Inventions invariably build on what came before – “Prior Art” in the patent world. A great example is the bicycle powermeter.

About 15 to 20 years ago, power output (in Watts) became the gold standard metric for quantifying cycling performance.  Longtime insiders know that the SRM crankset emerged in the early 1990s, with Greg LeMond as an early adopter. SRM inventor Ulrich Schoberer deserves credit as the pioneer of bicycle power measurement, with his SRM cranksets being the first reliable powermeters. SRM sparked the fire in the market.

But Schoberer wasn’t plowing a lone furrow. SRM began in 1986, while around the same time Look had their ill-fated MaxOne power measuring hub.  Other obscure attempts included the Power Pacer hub from Balboa Instruments.

So who “invented” the powermeter? Consider Charles A. Perkins, of Knoxville Tennessee. On May 13, 1896, Perkins filed an application with the US Patent & Trademark Office for an invention titled: BICYCLE –DYNAMOMETER.  On Feb 12, 1902, it issued as US Patent 667,920. In it, Perkins discloses a purely mechanical system for bicycle power measurement.

A brief overview: one end of a lever is attached to a bicycle crank arm, near the pedal. The other end of the lever holds a pencil tip, which records the deflection of the lever onto spooled paper, near the center of the crank. The paper spool is wound by a roller, with the roller driven by the side of the chainring.

The lever records the deflection of the crank (in theory anyway), and thus applied torque can be calculated. The patent describes using the speed of the bicycle, and time, in conjunction with the torque measurement, to calculate horse-power or work (Watts were not yet in use as a unit!). There’s a description of calibration methods for torque due to different crank flexes. Just like the SRM, torque x cadence = power, with calibration.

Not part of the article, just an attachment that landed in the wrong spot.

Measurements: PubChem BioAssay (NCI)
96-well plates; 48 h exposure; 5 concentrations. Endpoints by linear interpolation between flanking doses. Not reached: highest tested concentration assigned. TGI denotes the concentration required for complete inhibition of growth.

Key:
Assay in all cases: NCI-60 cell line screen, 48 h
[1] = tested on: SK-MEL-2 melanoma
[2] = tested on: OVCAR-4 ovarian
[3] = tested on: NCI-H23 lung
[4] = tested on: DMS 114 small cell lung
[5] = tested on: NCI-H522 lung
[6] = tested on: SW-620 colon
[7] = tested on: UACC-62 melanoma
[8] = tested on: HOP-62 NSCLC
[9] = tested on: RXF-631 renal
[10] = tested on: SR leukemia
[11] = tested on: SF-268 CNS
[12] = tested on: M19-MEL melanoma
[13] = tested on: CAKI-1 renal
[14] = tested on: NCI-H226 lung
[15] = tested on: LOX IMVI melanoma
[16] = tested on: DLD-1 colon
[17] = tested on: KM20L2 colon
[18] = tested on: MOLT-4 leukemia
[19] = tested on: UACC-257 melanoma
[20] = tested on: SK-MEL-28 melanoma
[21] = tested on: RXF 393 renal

The results of this purely mechanical technology were surely unusably rough, and the concept of bicycle power measurement went dormant until the age of electronics. But it’s a classic example of how most inventions don’t break new ground all on their own. Even the Perkins patent refers to prior bicycle dynamometers, but which only measure “the direct-thrust of the leg”. An early SRM patent includes a prior art reference to the Perkins patent.

An uninformed cry of being “ripped off” by a competitor often lacks understanding of how incremental many inventions are – and of course what’s in the claims of a patent. Prior art is the big factor in how broad a patent’s claims may be, and possible infringement.

Bicycle power measurement is a special area of interest to me. In 1996, after being inspired by the SRM, I began developing a bicycle powermeter (along with two partners). We licensed the patents to Polar Electro, which manufactured our chain-vibration sensing powermeter  for years. Eventually, advances in electronics let other systems emerge and made our technology obsolete. But patents had drawn me in, and with a degree in mechanical engineering, I took the Patent BAR exam and launched a career as a Patent Agent in 2001.